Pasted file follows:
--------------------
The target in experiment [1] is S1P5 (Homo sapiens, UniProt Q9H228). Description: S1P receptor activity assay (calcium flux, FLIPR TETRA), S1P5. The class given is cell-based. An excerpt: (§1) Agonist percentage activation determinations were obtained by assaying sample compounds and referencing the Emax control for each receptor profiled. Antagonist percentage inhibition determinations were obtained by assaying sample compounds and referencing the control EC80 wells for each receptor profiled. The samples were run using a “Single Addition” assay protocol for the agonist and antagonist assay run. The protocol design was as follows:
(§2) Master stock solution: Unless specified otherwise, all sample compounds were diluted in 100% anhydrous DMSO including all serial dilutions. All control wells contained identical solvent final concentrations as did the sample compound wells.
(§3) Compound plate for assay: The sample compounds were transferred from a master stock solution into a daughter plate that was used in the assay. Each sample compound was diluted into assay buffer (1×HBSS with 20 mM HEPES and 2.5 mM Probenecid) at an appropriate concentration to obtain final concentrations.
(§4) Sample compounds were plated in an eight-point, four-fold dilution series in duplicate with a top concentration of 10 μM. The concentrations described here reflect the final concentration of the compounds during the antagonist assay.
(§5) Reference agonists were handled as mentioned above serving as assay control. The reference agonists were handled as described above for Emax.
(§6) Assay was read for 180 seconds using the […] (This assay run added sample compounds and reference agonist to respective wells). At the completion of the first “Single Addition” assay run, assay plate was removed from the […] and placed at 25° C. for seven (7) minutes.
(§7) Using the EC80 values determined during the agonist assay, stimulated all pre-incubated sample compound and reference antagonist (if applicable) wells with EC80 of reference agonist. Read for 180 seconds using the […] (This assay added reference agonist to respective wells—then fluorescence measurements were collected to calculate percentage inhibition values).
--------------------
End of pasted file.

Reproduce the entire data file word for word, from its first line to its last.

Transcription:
The target in experiment [1] is S1P5 (Homo sapiens, UniProt Q9H228). Description: S1P receptor activity assay (calcium flux, FLIPR TETRA), S1P5. The class given is cell-based. An excerpt: (§1) Agonist percentage activation determinations were obtained by assaying sample compounds and referencing the Emax control for each receptor profiled. Antagonist percentage inhibition determinations were obtained by assaying sample compounds and referencing the control EC80 wells for each receptor profiled. The samples were run using a “Single Addition” assay protocol for the agonist and antagonist assay run. The protocol design was as follows:
(§2) Master stock solution: Unless specified otherwise, all sample compounds were diluted in 100% anhydrous DMSO including all serial dilutions. All control wells contained identical solvent final concentrations as did the sample compound wells.
(§3) Compound plate for assay: The sample compounds were transferred from a master stock solution into a daughter plate that was used in the assay. Each sample compound was diluted into assay buffer (1×HBSS with 20 mM HEPES and 2.5 mM Probenecid) at an appropriate concentration to obtain final concentrations.
(§4) Sample compounds were plated in an eight-point, four-fold dilution series in duplicate with a top concentration of 10 μM. The concentrations described here reflect the final concentration of the compounds during the antagonist assay.
(§5) Reference agonists were handled as mentioned above serving as assay control. The reference agonists were handled as described above for Emax.
(§6) Assay was read for 180 seconds using the […] (This assay run added sample compounds and reference agonist to respective wells). At the completion of the first “Single Addition” assay run, assay plate was removed from the […] and placed at 25° C. for seven (7) minutes.
(§7) Using the EC80 values determined during the agonist assay, stimulated all pre-incubated sample compound and reference antagonist (if applicable) wells with EC80 of reference agonist. Read for 180 seconds using the […] (This assay added reference agonist to respective wells—then fluorescence measurements were collected to calculate percentage inhibition values).